Multimodal Literacies and Emerging Genres

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Multimodal Literacies and Emerging Genres (ed. by Tracy Bowden and Carl Whithaus; 2013) [1] is an edited collection dedicated to focusing on the realities of multimodal projects in writing classrooms. The included chapters move from haling the global, transformative nature of literacy identified by the New London Group[2]to the localized pedagogical and curricular spaces where instruction seeks to enrich the rhetorical nature of literate practices.


[edit] Overview

Digital landscapes provide a certain terrain for visual meaning making, and composition classrooms and curricula are only beginning to unveil the complexity of multimodal composing. When provided with the opportunity to produce multimedia projects, students engage complex forms of meaning making in ways that often challenge our preconceived notions of genre. As students produce multimedia work, from films to avatars and podcasts to storyboards, incredible possibilities and restraints of multimodal products are magnified. Multimodal projects emphasize a need for teachers and students to be reflective of the affordances and realities of this work. In Multimodal Literacies and Emerging Genres, edited by Tracey Bowden and Carl Whithaus, the complexity of multimodal composing is called forth, problematized, and embraced all at once.

Now 18 years since the publication of “A Pedagogy of Multiliteracies: Designing Social Futures” by the New London Group, knowledge work is increasingly influenced by digital transformations and tools. Composition programs, however, have yet to truly complement the richly visual and technologically-mediated lives of students in the classrooms we teach, and the authors featured in Multimodal Literacies and Emerging Genres call for a shift in both instructional and institutional philosophy, in turn creating a dialogue centered on transforming the attitude and culture of college writing.

[edit] Part One

The collection is organized into three parts: 1) Multimodal Pedagogies That Inspire Hybrid Genres, 2) Multimodal Literacies and Pedagogical Choices, and 3) The Changing Structures of Composition Programs. Chapters in part one work to locate the ways through which multimodal student projects are reworking, transgressing, and giving way to entirely new genres. As teachers of composition, it is vital that we remain critical and reflective of multimodal pedagogies and processes. In “Genre and Transfer in a Multimodal Composition Class” by Cheryl Ball, Tia Scoffield Bowen, and Tryrell Brent Fenn, the authors trace the development of a teacher’s approach to a multimodal project in an upper-division writing course. In turn, the teacher shifted from assigning seemingly “wowless five paragraph videos” to students producing richly rhetorical calls-for-papers (CFPs) using MovieMaker. This chapter, told through a narrative, shows us how students often point us toward new and profoundly creative projects and genres.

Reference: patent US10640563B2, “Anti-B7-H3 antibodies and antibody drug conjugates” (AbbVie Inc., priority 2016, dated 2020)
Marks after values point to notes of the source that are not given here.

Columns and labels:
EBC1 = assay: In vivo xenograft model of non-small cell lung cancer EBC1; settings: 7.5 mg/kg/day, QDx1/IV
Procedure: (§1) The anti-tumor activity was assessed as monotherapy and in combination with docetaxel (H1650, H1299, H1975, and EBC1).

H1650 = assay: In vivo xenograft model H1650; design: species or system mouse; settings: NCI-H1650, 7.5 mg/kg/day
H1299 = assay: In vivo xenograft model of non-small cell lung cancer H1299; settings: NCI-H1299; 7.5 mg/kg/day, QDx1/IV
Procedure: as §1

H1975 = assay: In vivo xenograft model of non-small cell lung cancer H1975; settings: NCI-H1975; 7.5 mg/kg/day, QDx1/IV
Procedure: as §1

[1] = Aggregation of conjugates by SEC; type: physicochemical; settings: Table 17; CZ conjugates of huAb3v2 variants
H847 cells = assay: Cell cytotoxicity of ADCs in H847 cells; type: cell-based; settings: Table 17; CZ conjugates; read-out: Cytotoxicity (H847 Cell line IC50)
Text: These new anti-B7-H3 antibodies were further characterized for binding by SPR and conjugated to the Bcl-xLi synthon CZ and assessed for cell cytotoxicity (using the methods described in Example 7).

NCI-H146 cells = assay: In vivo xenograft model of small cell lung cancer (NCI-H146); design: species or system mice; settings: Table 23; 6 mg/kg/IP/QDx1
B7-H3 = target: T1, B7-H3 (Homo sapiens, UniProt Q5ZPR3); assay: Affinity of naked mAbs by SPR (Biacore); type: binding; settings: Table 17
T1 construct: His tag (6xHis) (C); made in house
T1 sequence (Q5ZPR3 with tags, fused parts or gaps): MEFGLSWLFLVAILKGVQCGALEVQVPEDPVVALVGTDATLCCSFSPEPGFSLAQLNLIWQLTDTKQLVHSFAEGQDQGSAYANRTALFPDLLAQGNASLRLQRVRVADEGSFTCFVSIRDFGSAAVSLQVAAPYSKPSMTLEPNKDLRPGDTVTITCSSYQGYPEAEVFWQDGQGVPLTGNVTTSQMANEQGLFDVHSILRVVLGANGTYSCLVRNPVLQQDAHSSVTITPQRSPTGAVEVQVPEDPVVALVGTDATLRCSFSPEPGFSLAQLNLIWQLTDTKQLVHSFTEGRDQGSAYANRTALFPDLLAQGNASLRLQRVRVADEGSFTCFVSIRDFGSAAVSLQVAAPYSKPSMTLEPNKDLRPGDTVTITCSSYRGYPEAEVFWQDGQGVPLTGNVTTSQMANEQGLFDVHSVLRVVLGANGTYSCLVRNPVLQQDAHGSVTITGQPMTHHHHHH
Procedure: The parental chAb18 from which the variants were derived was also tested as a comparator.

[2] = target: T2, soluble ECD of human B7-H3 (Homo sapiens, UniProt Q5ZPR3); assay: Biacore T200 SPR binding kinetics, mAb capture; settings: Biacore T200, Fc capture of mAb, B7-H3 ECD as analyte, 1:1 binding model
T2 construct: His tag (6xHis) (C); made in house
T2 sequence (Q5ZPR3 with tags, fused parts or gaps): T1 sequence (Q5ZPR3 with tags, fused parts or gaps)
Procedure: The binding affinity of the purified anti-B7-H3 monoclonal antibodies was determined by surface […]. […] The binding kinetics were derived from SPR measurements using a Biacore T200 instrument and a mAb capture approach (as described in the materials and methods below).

Mark Ellis, in “Back to the Future? The Pedagogical Promise of the (Multimedia) Essay”, stresses a concern with the transfer of skills learned through multimedia projects to writing. Going back to the (multimodal) essay, however, has much to offer to this problem as students engage in writing that is both congruent and divergent with the expectations of the essay genre, in turn showing the malleable and rhetorical essence of the essay. Jody Shipka, in “Including, but not Limited to, the Digital: Composing Multimodal Texts”, calls forth the necessity of students to do the work of naming and articulating ideas like text, genre, media, and modes. As a metacognitive practice, this works to provide students with greater agency in their multimodal composing processes.

A screenshot of the EnCore MOO interface (c. 1995). According to Bump, the interface combined textual elements on the left with images on the right, providing users with an exceptional visual and verbal experience.
A screenshot of the EnCore MOO interface (c. 1995). According to Bump, the interface combined textual elements on the left with images on the right, providing users with an exceptional visual and verbal experience.